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PostPosted: Mon Aug 06, 2007 1:36 am 
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I just recalled what another one of the comments was. One of the folks pointed out that the material in the Beren and Lúthien and Túrin sections that I cited as examples of places in the publised text where the scope varying greatly from surrounding areas were two of the "Great Tales" and thus should have been treated in greater depth. He acted like I would not have known anything about that, whereas of course I understand about the Great Tales, even though I ended up removing any mention of them from my talk for brevity's sake. I didn't say much in response to that comment, but there were a few things that I could have said. First of all, even if the material that Christopher removed was not part of the Great Tales, that still doesn't change the fact that it was important material that Tolkien specifically intended to include in the Silmarillion (particularly the tale of Finwë and Míriel). Secondly, the material that Christopher removed still wasn't nearly as detailed as the material on in the Beren and Lúthien and Túrin sections. Thirdly, one of my biggest complaints was that the third of the Great Tales, the Fall of Gondolin, itself was too condensed. And fourth, Christopher actually used a portion of the Beren and Lúthien material that his father himself deemed to be too long.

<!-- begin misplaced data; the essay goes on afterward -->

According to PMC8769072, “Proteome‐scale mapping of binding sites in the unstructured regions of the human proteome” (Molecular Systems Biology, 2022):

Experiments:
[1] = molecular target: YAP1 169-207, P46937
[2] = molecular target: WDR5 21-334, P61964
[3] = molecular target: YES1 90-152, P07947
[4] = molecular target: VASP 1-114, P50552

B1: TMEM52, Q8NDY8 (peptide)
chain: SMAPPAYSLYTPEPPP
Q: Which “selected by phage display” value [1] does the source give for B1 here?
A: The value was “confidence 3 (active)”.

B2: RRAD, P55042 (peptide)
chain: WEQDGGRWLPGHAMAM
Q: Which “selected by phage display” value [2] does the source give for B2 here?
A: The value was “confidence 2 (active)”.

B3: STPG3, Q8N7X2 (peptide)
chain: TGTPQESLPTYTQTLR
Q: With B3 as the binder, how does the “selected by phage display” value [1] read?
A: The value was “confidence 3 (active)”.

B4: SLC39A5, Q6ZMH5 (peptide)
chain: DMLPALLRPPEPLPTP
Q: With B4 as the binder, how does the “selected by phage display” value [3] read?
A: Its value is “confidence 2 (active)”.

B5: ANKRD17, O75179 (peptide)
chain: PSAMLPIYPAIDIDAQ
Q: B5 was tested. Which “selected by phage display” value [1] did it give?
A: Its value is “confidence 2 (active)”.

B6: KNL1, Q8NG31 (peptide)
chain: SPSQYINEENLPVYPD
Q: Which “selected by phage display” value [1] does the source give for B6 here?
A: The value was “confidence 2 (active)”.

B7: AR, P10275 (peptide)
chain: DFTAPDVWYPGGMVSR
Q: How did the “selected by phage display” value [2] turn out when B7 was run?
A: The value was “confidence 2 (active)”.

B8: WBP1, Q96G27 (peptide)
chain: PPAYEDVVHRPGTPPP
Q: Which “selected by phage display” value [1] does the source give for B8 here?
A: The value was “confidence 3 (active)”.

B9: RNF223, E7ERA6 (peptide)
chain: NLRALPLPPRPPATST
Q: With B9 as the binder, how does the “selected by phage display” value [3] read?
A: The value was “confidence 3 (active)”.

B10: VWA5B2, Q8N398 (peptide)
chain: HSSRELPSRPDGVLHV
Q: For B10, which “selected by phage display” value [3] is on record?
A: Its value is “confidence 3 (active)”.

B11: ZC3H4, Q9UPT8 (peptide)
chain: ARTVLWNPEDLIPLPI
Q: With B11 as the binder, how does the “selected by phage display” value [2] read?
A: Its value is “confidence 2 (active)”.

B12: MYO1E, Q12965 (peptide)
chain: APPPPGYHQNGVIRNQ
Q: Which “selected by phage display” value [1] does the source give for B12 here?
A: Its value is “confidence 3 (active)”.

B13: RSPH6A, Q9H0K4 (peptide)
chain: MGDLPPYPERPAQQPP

But I didn't say any of those things. :)

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Last edited by Voronwë the Faithful on Mon Aug 06, 2007 1:54 am, edited 1 time in total.

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PostPosted: Mon Aug 06, 2007 1:43 am 
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As expected, there were a few feathers ruffled by my criticism of Christopher.


As to the responses by the elvish linguists and others. It should first be noted that the four attending linguists --Christopher Gilson, Patrick Wynne, Carl Hostetter, and Arden Smith: I think that was the left-to-right order in which they sat, from V's point of view-- are four of the (I think) five official editors of Tolkien's linguistic work, as authorized by Christohper Tolkien personally. They need his good wishes to continue to publish material like the new issue of Parma Eldalamberon, which features an edition of Tolkien's never-before-seen "Words, Phrases & Passages in The Lord of the Rings", a fascinating word-list with comments, mostly on material in FotR. Undoubtedly that reality colors their remarks, a little.

Voronwë_the_Faithful wrote:
Most of the people who asked questioned at the end weren't really asking questions; they were making comments.

My chicken-scratch notes indicate that the first question was a question, I'm not sure by whom, about whether Christopher Tolkien's compression was a result of publisher influence. V said he had no information on that.

The next question was a comment by Mike Foster, noting what Clyde Kilby reported of Tolkien's 1960s work on The Silmarillion --specifically that Tolkien meant for it to be at least as long as LotR. Foster would probably describe himself as far from expert in The Silmarillion. (He also had a remark on Glorfindel, not relevant to V's paper.) Still, it may be worth reading Kilby's Tolkien and The Silmarillion for ideas on Tolkien's intentions.